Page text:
In a last minute epiphany, I also decided to mentally dislodge the “biome” table from the current location of the item. The burst will be themed accordingly, with no relation to the biome the artisanal tree spirit currently resides in. Which makes so much sense that I was beginning to doubt myself got a minute there.

So here we go, “new and improved”, despite you never seeing the “old and depraved” version of

Random Bursts of Nature

These tables work to provide a random change near the Artisanal Tree Spirit. It is possible to negotiate with it for a certain outcome, and the Artisanal Tree Spirit is more than willing to oblige if the request is benign and at all possible. In return, it will take a measure of spirit and some faith in nature as sufficient payment.

The truly random bursts happen every 1d6 days within a a few meters of the object. Since nature is complex, and the artifact can be found in all manner of environments (including some where nature has a hard time manifesting), you need to support these random tables with a dash of your own inspiration and interpretation. But following them “as written” can be interesting, too!

d10 Biome
09Abundant Nature*
10Wasting Nature*
Where does the Random Burst come from?
d8 Burst
01A spring bursts from the ground, producing a modest flow of water for a few days.
02A tree suddenly grows within seconds as much as it would in several months. If there is no tree, one will be provided for you (i.e. appear).
03Creeping plants appear and grow within seconds as much as they would in several weeks, seeking to find sunlight.
04Thick fog fills the vicinity and hangs around for a couple of hours, flowing as fog does.
05Tiny clouds form and unleash modest precipitation on the vicinity.
06A gentle breeze fills the area with natural smells for a couple of hours.
07Light fills the area, as if filtered through vegetation or atmosphere.
08A landmark is created within the area, no larger than a couple of steps in each dimension.
What does the Burst manifest as?

*These terms stand in for realms with an overabundance of nature and a dark twist on nature, respectively. Some roleplaying settings have dedicated planes of existence for those, but you can also combine them – if they come up, roll again to find out which “standard” biome is abundant or wasting.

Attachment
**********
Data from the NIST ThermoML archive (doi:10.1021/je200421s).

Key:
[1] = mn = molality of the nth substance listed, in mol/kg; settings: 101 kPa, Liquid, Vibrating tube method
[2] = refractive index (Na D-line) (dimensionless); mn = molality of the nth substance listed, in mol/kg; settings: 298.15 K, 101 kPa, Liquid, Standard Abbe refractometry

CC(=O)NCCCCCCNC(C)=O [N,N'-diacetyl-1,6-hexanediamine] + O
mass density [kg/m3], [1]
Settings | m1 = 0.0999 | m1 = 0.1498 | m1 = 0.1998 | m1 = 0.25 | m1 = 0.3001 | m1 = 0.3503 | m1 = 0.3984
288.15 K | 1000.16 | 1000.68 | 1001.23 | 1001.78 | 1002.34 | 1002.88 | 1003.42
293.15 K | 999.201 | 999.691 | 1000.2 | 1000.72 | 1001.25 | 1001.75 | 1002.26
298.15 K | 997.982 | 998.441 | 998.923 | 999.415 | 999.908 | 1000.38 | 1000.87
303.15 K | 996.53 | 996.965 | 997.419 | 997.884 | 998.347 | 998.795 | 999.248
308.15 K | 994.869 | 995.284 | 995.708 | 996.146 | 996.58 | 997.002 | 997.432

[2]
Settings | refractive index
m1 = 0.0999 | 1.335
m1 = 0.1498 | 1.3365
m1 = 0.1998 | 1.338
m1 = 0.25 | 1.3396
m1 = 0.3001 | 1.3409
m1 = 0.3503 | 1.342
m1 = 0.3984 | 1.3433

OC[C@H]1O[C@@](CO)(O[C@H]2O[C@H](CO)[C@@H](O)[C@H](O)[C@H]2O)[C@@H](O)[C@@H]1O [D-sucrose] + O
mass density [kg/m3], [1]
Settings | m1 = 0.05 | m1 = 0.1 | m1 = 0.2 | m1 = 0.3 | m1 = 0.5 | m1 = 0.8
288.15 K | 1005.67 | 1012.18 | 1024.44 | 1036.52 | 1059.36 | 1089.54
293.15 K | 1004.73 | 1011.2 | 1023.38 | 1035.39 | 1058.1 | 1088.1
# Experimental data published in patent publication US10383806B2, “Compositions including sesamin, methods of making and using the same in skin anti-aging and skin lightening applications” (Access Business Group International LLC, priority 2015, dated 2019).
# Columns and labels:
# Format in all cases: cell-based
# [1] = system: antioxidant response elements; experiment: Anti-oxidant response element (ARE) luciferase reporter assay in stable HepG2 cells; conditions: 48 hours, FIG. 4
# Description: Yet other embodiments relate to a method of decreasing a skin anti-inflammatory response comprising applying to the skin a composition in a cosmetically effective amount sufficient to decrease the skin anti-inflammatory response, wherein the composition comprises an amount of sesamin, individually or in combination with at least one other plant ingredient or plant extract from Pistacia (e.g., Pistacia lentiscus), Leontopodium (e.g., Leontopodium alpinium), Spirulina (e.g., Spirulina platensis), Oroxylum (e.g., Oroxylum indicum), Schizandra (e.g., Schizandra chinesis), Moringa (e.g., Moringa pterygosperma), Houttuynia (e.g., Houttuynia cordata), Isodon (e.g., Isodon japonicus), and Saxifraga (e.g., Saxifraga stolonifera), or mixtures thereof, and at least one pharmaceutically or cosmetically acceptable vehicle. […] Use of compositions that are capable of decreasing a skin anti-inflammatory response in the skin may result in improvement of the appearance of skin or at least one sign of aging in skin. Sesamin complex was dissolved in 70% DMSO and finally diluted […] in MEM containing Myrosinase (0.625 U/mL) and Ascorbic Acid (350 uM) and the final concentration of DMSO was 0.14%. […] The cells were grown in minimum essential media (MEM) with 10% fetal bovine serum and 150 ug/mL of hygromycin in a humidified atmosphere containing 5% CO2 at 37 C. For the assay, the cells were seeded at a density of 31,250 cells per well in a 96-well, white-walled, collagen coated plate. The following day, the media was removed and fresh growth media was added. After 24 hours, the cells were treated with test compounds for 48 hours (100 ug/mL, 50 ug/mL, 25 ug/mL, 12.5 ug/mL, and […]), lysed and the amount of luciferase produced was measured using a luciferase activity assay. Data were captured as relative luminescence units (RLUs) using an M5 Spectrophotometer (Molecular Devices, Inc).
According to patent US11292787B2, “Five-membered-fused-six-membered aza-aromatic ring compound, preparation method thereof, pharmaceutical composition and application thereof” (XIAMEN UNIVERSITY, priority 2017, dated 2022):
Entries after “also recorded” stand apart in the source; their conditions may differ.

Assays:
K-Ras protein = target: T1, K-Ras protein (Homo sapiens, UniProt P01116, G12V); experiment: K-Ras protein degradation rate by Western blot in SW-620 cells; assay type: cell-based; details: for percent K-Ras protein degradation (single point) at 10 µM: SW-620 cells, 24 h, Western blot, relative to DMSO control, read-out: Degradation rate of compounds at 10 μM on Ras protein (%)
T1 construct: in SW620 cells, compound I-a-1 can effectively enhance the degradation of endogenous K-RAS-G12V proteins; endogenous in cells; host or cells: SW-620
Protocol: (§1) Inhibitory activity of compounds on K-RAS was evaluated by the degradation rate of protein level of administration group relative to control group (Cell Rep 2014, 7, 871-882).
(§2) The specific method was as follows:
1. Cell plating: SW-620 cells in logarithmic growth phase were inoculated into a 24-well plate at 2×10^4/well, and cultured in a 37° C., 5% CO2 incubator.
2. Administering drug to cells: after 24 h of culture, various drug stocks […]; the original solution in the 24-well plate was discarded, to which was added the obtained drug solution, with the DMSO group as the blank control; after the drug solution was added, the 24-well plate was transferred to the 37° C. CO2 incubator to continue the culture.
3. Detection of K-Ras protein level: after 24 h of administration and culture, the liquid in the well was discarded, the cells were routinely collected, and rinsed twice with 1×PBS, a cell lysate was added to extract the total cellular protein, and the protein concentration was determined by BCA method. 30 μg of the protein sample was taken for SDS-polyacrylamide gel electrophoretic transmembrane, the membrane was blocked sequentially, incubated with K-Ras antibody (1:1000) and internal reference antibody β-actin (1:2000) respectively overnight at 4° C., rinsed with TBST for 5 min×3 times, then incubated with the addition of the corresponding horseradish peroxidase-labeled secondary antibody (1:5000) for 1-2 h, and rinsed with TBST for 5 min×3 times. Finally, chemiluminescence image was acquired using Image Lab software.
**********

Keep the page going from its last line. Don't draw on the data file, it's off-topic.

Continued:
Corruption Awaits

I don’t know what corrupted my mind to make me think that the region the artifact is in should influence the kinds of bursts that it produces. But as a follow-up, maybe despite all the efforts of the alchemist of old, the artisanal tree spirit has been somewhat corrupted, too?

Either the process was flawed, twisting the benign entity inside into a somewhat shady direction. Or the craft and skill that went into creating a tiny house for a nature spirit also made it susceptible to the influence of other spiritual entities of less friendly disposition.

If this was to happen, the outbursts would not change much, but take on a mean streak. Instead of at random, they would appear where they would be most disruptive in the vicinity. Instead of merely existing and chilling, living things that are part of the effect would be hostile and possibly hunting for prey.

Cure the Corruption

If for an reason you seek to remedy the corrupted state that the tree spirit might be in, there are a couple of ways to go about it:

  • Cure the spirit inside the Artifact by applying a druidic ritual (requiring the help of a powerful druid) or a potion (requiring rare ingredients)
  • Draw out the usurping spirit by visiting a holy or blessed location (with travel), conducting a ritual (that is more on the divine side), or providing it with an (apparently) better dwelling.
  • Negotiate with the being about what it is they actually want. They might not be evil, but instead crave a change of scenery, some kind of sustenance, or outright release.
  • As a last-ditch option, you could try and destroy the artifact, which should be hard and require methods similar to the above (travel, ritual, knowledge). This would probably include fighting the evil spirit once released.

Keep in mind that the malevolent aspect of the artifact might also fight back along the way, depending on whether they are present and aware of the circumstance.

Do you feel more symptomatic already?

This was an interesting item to work on. But then again, I say that to all the items. I found it especially fascinating to see the impact the word “fuzzy” had, and how hard it was to produce something without eyes and fur. Did you notice the cute animals encased in the crystalline versions?

If you enjoyed this, please help me out by joining my Discord server and giving me feedback on this (and all other) post(s)! I am still trying to build a community there, and every little bit helps! Also check out the other AI Artifacts, and the Make AI Reality series on my other site.

Thanks for stopping by, and remember to Be Inspired!